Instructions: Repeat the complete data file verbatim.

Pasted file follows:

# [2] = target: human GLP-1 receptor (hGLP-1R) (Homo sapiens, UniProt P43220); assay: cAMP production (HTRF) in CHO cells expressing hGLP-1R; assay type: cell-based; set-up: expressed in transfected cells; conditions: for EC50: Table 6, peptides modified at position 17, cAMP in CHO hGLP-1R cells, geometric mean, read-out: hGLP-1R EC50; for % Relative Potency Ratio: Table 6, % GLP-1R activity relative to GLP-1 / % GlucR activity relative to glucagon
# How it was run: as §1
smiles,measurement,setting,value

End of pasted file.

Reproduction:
# [2] = target: human GLP-1 receptor (hGLP-1R) (Homo sapiens, UniProt P43220); assay: cAMP production (HTRF) in CHO cells expressing hGLP-1R; assay type: cell-based; set-up: expressed in transfected cells; conditions: for EC50: Table 6, peptides modified at position 17, cAMP in CHO hGLP-1R cells, geometric mean, read-out: hGLP-1R EC50; for % Relative Potency Ratio: Table 6, % GLP-1R activity relative to GLP-1 / % GlucR activity relative to glucagon
# How it was run: as §1
smiles,measurement,setting,value